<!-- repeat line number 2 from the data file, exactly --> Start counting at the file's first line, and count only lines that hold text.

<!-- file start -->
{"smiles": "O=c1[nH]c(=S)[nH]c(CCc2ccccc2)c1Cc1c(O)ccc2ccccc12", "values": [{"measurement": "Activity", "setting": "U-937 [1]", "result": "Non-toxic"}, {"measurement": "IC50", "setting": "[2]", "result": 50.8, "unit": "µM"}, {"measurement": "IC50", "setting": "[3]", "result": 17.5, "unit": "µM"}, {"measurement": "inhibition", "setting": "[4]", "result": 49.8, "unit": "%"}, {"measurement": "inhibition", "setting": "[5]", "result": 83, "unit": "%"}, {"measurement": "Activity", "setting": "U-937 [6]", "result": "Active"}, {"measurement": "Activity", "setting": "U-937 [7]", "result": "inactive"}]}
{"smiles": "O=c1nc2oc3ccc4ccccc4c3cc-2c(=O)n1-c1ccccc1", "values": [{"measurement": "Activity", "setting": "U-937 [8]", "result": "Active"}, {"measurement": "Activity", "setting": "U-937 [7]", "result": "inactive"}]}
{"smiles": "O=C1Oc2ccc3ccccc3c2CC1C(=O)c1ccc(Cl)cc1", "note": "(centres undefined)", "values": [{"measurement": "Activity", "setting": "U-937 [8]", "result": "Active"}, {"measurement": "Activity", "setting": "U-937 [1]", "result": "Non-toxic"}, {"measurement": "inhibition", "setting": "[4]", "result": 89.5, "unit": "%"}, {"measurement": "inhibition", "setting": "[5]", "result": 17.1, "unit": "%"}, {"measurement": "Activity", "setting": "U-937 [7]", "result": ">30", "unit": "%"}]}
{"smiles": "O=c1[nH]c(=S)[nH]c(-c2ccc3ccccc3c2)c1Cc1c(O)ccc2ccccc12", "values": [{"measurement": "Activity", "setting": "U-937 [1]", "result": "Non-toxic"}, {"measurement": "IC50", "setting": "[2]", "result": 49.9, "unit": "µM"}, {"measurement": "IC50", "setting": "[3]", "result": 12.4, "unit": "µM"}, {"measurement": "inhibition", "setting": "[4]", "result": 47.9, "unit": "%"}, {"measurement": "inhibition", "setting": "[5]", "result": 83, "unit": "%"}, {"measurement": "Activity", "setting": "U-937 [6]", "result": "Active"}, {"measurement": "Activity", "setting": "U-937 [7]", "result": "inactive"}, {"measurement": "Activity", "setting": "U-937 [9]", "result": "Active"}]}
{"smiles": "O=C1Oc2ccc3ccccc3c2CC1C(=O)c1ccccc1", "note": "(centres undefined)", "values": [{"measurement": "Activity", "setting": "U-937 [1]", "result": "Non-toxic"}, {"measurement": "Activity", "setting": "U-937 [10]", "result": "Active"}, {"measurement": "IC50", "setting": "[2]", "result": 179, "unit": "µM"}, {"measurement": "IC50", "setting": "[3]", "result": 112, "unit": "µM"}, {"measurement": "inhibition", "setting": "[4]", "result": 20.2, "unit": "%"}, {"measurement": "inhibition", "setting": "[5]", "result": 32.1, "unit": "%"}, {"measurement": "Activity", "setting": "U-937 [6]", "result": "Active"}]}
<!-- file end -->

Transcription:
{"smiles": "O=c1nc2oc3ccc4ccccc4c3cc-2c(=O)n1-c1ccccc1", "values": [{"measurement": "Activity", "setting": "U-937 [8]", "result": "Active"}, {"measurement": "Activity", "setting": "U-937 [7]", "result": "inactive"}]}